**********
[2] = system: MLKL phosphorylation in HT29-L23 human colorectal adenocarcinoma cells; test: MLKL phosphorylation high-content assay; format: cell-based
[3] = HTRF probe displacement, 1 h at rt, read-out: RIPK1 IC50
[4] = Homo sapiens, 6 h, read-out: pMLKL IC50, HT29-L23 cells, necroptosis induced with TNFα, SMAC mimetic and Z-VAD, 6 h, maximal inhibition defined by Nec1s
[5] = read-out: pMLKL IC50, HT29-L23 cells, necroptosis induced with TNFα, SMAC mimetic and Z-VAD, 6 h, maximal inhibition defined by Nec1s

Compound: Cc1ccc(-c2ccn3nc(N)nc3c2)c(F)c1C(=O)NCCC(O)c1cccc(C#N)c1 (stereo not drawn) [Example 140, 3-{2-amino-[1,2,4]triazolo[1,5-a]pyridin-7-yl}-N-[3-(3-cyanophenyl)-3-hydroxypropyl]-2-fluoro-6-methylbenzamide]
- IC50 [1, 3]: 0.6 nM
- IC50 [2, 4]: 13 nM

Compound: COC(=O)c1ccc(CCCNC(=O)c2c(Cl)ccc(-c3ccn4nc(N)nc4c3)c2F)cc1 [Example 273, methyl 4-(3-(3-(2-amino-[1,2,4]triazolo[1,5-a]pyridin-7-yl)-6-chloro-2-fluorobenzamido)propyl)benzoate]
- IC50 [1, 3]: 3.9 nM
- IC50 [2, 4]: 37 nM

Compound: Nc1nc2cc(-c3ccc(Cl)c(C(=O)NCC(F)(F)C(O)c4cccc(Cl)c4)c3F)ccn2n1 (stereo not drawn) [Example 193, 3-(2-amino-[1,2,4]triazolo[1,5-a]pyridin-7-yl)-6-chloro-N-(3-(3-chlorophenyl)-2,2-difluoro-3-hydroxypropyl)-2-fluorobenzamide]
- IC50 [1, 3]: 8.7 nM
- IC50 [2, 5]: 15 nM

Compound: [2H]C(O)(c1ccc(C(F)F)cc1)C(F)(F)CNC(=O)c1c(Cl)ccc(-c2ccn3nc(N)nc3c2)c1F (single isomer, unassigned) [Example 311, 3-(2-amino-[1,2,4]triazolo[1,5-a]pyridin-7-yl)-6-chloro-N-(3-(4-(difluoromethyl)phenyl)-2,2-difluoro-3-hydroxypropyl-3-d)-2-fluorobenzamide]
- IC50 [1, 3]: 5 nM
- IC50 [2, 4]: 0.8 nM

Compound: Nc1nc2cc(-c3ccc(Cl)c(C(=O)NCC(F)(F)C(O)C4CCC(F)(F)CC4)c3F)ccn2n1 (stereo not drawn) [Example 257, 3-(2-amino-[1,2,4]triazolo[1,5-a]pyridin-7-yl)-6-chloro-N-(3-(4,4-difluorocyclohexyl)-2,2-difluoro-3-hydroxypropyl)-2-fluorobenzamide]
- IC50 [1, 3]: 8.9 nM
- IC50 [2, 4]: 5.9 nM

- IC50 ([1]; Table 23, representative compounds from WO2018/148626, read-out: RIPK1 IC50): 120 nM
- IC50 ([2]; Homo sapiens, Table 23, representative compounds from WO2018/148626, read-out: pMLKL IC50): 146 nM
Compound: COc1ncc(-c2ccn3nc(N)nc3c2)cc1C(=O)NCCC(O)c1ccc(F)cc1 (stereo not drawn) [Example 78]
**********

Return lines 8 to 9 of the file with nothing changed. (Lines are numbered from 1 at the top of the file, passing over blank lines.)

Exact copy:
Compound: COC(=O)c1ccc(CCCNC(=O)c2c(Cl)ccc(-c3ccn4nc(N)nc4c3)c2F)cc1 [Example 273, methyl 4-(3-(3-(2-amino-[1,2,4]triazolo[1,5-a]pyridin-7-yl)-6-chloro-2-fluorobenzamido)propyl)benzoate]
- IC50 [1, 3]: 3.9 nM